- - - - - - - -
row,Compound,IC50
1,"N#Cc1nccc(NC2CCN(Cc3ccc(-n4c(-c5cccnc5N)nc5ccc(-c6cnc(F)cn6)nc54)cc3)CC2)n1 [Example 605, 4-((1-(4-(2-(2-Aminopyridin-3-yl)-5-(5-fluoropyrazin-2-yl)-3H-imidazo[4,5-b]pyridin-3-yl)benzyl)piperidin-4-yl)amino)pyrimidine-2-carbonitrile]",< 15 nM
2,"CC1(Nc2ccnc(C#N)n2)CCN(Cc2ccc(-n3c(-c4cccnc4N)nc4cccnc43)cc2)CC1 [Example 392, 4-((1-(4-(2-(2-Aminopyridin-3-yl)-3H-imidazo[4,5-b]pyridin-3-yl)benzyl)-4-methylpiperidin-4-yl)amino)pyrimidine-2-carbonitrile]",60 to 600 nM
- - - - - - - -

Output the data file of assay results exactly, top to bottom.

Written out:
row,Compound,IC50
1,"N#Cc1nccc(NC2CCN(Cc3ccc(-n4c(-c5cccnc5N)nc5ccc(-c6cnc(F)cn6)nc54)cc3)CC2)n1 [Example 605, 4-((1-(4-(2-(2-Aminopyridin-3-yl)-5-(5-fluoropyrazin-2-yl)-3H-imidazo[4,5-b]pyridin-3-yl)benzyl)piperidin-4-yl)amino)pyrimidine-2-carbonitrile]",< 15 nM
2,"CC1(Nc2ccnc(C#N)n2)CCN(Cc2ccc(-n3c(-c4cccnc4N)nc4cccnc43)cc2)CC1 [Example 392, 4-((1-(4-(2-(2-Aminopyridin-3-yl)-3H-imidazo[4,5-b]pyridin-3-yl)benzyl)-4-methylpiperidin-4-yl)amino)pyrimidine-2-carbonitrile]",60 to 600 nM